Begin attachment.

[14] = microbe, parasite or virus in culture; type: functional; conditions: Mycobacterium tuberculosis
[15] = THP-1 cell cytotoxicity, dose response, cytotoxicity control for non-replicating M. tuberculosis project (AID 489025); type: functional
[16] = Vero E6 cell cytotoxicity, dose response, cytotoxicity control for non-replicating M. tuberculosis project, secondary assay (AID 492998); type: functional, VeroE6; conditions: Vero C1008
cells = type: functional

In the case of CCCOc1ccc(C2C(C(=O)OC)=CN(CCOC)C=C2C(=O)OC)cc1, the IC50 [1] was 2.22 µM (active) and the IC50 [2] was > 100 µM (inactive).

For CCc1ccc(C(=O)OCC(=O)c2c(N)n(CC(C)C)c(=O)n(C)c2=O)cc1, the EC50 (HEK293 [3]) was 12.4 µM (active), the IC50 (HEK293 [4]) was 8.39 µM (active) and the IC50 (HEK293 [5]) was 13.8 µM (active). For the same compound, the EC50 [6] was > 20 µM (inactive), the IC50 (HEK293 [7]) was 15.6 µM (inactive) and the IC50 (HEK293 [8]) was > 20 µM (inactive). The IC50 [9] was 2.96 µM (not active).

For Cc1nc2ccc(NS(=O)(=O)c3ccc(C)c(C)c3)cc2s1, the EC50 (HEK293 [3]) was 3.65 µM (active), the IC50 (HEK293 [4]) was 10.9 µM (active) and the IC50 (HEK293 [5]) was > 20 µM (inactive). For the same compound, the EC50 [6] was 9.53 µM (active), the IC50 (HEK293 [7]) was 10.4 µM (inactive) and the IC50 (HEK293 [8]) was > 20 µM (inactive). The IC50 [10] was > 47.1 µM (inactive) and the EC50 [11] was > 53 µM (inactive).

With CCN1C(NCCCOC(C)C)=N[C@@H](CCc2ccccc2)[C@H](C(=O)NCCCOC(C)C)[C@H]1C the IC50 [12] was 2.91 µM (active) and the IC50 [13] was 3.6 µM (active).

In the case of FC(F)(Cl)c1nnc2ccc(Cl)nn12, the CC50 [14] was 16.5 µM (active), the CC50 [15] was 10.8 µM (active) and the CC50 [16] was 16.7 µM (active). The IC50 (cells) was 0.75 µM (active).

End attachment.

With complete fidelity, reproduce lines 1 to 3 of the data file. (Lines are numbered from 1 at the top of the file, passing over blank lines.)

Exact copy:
[14] = microbe, parasite or virus in culture; type: functional; conditions: Mycobacterium tuberculosis
[15] = THP-1 cell cytotoxicity, dose response, cytotoxicity control for non-replicating M. tuberculosis project (AID 489025); type: functional
[16] = Vero E6 cell cytotoxicity, dose response, cytotoxicity control for non-replicating M. tuberculosis project, secondary assay (AID 492998); type: functional, VeroE6; conditions: Vero C1008